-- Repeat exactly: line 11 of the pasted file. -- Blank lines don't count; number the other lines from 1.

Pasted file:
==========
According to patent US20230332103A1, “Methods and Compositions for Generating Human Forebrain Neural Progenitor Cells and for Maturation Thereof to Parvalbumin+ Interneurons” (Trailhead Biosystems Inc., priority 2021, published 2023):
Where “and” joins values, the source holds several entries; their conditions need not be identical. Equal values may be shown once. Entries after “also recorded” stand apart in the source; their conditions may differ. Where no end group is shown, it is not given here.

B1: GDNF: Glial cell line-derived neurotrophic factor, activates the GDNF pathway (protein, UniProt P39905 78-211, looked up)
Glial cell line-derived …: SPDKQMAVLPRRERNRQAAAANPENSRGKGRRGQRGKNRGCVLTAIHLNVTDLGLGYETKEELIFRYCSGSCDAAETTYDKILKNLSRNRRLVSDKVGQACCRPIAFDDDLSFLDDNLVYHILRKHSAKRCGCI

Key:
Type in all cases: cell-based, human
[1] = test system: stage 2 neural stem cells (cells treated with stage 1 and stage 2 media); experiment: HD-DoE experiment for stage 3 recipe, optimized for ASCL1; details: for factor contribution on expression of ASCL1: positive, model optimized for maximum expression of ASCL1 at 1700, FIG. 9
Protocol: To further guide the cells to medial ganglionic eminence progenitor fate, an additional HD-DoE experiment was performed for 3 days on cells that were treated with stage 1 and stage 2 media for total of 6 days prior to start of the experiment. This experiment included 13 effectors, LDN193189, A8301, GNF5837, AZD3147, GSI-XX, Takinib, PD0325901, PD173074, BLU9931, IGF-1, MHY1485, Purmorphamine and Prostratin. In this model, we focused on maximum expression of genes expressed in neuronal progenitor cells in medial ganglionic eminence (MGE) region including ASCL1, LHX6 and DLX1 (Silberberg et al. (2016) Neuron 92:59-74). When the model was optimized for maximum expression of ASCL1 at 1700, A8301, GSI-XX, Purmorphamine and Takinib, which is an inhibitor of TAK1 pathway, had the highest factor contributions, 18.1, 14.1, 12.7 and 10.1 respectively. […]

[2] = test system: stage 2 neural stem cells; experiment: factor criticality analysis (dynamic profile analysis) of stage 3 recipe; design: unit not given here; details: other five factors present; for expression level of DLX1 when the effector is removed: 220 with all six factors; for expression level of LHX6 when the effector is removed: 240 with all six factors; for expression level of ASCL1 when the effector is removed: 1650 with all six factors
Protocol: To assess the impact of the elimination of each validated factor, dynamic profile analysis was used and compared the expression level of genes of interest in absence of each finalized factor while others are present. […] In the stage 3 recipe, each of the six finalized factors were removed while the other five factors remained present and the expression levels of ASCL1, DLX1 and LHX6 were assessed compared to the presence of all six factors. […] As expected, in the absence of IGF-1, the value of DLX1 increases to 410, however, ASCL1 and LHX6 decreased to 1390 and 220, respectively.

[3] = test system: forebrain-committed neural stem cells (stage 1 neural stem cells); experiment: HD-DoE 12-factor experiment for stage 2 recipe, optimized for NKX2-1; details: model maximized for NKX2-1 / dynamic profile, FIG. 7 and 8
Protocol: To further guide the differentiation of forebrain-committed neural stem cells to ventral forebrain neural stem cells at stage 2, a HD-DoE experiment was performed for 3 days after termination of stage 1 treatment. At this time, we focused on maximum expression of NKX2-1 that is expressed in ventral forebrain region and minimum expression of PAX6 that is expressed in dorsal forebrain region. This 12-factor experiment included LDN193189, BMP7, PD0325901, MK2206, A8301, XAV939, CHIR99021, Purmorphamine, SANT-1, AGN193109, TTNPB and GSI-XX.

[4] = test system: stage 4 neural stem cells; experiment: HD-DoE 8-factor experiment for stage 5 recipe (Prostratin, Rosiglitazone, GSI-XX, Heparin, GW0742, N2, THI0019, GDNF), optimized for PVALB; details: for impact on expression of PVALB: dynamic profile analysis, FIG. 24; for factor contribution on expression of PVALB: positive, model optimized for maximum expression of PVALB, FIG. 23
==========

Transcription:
[3] = test system: forebrain-committed neural stem cells (stage 1 neural stem cells); experiment: HD-DoE 12-factor experiment for stage 2 recipe, optimized for NKX2-1; details: model maximized for NKX2-1 / dynamic profile, FIG. 7 and 8